Before describing the computer programming for effecting such efficient text processing, the system hardware in which the programming resides is first described for a better understanding of programmed function and operations.

A description of the MPMC 15 and a microprocessor suitable for executing the program according to the present invention is included in U.S. Pat. No. 4,086,658, supra, from column 6, line 21 to column 25, line 11, incorporated herein by reference.

A MICROCODE IMPLEMENTATION OF THE INVENTION

It is preferred that the above-described computer be microprogrammed to implement the present invention. The source code instructions related to the above-described computer are set forth below for implementing major portions of the Table I examples. Of course, in a practical machine, code would be included for a greater number of control characters which follow the teachings set forth below. The code is arranged based on the universal text column.

The computer microcode is not organized such that each example is contained in but a single microcode subroutine. Decoding the control character in the input text column results in calling microcode routines having embedded universal text control characters or symbols, i.e., such universal characters are embedded as constants within the called microcode microcode routine.

The "HT" or "RHT" control characters of Universal Text are handled by the microcode set forth in Table II and called by input text character decoding RHT or HT. In all the tables LOC means memory location, OBJ means instruction operation definition, OP1 and OP2 are operands and SOURCE STATEMENT is comment on the coding.

TABLE II
__________________________________________________________________________
HT OR RHT MICROCODE SOURCE CODE LOC OBJ OP1 OP2 SOURCE STATEMENT
__________________________________________________________________________


. . . . . PROCESS PUTST BUMPS ACTIVE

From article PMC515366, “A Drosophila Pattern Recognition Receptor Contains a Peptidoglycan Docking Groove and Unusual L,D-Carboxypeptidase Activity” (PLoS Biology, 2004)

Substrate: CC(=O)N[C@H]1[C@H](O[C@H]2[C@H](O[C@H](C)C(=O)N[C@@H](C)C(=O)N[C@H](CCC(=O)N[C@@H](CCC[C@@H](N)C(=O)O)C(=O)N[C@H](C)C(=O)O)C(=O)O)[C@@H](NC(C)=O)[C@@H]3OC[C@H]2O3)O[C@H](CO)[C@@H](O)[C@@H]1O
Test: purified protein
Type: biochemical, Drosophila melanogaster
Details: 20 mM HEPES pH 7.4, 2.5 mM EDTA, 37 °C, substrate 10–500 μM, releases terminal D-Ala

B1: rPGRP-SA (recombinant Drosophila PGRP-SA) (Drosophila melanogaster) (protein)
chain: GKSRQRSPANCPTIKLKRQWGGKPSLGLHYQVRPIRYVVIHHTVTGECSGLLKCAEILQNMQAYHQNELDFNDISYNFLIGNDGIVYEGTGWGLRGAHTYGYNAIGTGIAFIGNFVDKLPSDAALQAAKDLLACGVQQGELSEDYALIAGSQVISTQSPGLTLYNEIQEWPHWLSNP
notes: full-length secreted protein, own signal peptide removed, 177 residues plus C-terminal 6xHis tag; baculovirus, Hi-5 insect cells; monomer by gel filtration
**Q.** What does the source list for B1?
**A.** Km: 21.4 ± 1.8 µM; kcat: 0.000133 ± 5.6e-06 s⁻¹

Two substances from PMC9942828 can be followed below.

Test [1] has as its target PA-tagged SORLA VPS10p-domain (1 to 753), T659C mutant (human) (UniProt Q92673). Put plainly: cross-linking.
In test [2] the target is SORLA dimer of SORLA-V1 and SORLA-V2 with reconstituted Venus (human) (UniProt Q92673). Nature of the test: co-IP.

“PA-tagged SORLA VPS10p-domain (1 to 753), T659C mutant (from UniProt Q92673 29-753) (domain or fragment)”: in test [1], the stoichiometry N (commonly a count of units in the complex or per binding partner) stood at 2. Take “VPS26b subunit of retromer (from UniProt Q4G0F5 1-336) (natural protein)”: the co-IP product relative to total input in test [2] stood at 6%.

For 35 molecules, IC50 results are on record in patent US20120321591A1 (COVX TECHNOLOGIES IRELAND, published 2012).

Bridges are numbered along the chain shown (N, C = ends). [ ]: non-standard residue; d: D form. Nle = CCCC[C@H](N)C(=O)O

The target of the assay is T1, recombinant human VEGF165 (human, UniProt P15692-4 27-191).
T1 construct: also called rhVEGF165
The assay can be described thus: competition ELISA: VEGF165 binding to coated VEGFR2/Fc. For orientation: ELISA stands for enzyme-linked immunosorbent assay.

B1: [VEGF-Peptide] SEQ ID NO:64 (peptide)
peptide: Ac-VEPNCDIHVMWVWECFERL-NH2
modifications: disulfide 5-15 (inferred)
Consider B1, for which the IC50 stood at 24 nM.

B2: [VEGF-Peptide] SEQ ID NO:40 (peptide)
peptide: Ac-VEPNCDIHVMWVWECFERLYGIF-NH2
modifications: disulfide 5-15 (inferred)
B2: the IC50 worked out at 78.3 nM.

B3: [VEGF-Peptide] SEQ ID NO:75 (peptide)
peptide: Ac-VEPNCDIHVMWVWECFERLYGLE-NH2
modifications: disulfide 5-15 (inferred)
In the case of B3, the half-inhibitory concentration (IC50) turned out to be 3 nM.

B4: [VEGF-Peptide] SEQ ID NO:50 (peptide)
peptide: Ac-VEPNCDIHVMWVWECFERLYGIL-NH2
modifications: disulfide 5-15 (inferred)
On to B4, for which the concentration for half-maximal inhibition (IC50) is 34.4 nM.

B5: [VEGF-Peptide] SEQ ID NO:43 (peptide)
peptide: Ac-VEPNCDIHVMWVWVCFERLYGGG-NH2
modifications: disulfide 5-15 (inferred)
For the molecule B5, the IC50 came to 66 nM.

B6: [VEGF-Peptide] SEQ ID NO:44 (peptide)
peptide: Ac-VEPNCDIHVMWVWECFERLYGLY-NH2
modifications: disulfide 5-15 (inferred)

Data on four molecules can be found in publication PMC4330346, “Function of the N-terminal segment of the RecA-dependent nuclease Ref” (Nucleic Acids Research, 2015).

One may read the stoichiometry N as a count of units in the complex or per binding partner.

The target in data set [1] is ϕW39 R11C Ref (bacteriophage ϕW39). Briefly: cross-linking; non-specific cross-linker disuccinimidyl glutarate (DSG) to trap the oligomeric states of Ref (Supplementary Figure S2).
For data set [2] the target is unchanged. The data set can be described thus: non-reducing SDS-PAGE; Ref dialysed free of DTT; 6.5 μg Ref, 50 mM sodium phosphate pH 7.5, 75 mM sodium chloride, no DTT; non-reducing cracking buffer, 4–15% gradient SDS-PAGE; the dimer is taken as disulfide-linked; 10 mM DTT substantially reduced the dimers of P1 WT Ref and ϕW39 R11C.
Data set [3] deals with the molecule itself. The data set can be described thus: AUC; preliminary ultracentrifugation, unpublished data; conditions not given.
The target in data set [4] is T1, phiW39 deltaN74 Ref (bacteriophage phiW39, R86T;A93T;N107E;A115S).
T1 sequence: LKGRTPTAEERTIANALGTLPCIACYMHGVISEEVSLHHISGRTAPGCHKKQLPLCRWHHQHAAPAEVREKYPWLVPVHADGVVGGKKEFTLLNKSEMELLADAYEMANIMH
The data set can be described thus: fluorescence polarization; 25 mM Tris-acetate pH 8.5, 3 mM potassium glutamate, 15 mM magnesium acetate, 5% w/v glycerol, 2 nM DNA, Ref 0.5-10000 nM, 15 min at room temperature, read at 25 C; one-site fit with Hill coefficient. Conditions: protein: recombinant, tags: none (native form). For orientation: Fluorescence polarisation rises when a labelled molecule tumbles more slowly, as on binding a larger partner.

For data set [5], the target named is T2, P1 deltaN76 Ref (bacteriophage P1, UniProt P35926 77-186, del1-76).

C OUTPUT BFR PTR

PUTST

ACOUTBFR

. . . . . IF LINE NUMBERING SET

633E

A677

0277 LBL ERR2B

6340

95 0005 TP NUMLNRF

6341

45 6345 JE STRRORQ

. . . . . THEN

. . . . . . LOAD A TAB CODE IN OUTPUT

BFR

C (IF RECORDED & REQ'D TAB

C RECORDED, THEN LNE # ON

C NXT LNE WOULD BE

C INDENTED)

6342

AEEC

00EC LI #HT

6344

06 6346 J *+2

. . . . . ELSE

. . . . . . LOAD CHAR(HT OR RHT) IN

OUTPUT

C BFR

6345

9C 000C STRRORQ

LN ACINBFR

6346

BD 000D STN ACOUTBFR

. . . . . ENDIF

. . . . . BUMP ACTIVE OUTPUT BFR PTR

6347

FD 000D LRB ACOUTBFR

. . . . . IF ACTIVE OUTPUT BFR PTR > OR

=

C END ADDR +1 OF OUTPUT BFR

C (> CHECK MADE IN CASE OF

C OVERRUN OF MARGIN TEXT BFR)

6348

E4 0004 LR OTENDBFR

6349

CD 000D SR ACOUTBFR

634A

3F4F

634F BH *+5

. . . . . THEN

. . . . . . CALL OVERRUN TAKES CARE OF

C ANY BFR OVERRUN CONDITIONS

634C

30685E

0000

5E68 BAL TEMPSVCR,OVERRUN

. . . . . ENDIF

. . . . . LOAD PRINT ONLY DELIMITER

634F

AEE4

00E4 LI #PDLM

6351

BD 000D STN ACOUTBFR

SRG GROUPTL

6352

A9D6

00D6

. . . . . CALL SPINS INSERTS SPACES UP

TO

C TAB STOP

6354

33E547

0003

47E5 BAL TEMPSCAR, SPINS

. . . . . BUMP ACTIVE OUTPUT BFR PTR

SRG GROUPTV

6357

A9D7

00D7

6359

FD 000D LRB ACOUTBFR

. . . . . IF ACTIVE OUTPUT BFR PTR > OR

=

C END ADDR +1 OF OUTPUT BFR

635A

E4 0004 LR OTENDBFR

635B

CD 000D SR ACOUTBFR

635C

3E61

6361 BH *+5

. . . . . THEN

. . . . . . CALL OVERRUN TAKES CARE OF

ANY

C BFR OVERRUN CONDITIONS

635E

30685E

0000

5E68 BAL TEMPSVCR, OVERRUN

. . . . . ENDIF

. . . . . LOAD PRINT ONLY DELIMITER IN

C OUTPUT BFR

6361

AEE4

00E4 LI #PDLM

6363

BD 000D STN ACOUTBFR

__________________________________________________________________________

In Table II above, the Branch and Link instruction, BAL, at 6354 and object coded 33E547 calls a microcode subroutine not detailed herein by source code. The Table II source code for a tabulate function puts the first and last space in the tabulate movement. The called microcode subroutine "SPINS" is an interactive loop which adds the intermediate space symbols. For example, if a tabulate is for eight spaces, then the SPIN subroutine has six iterations to add six space symbols to the first and last space symbol added by the Table II illustrated source code. Since interactive loops are well known, that code listing is dispensed with.

LI 12B, as constructed, has no tabulate function. Accordingly, to achieve a tabulate function, space symbols equalling the tabulate distance are added to the text. In supplying such text to LT 16, the space symbols are deleted.

The Universal Symbol PDLM has a similar symbol RDLM. PDLM pertains to LI 12B while RDLM pertains to LT 16. Both actuate the respective units to effect similar results. In Table III below, the RDLM source code is shown, it being understood the complementary source code is used for PDLM. Table III also includes the SOF microcode.

TABLE III
__________________________________________________________________________
SOF, RPDM SOURCE CODE LOC OBJ OP1 OP2 SOURCE STATEMENT
__________________________________________________________________________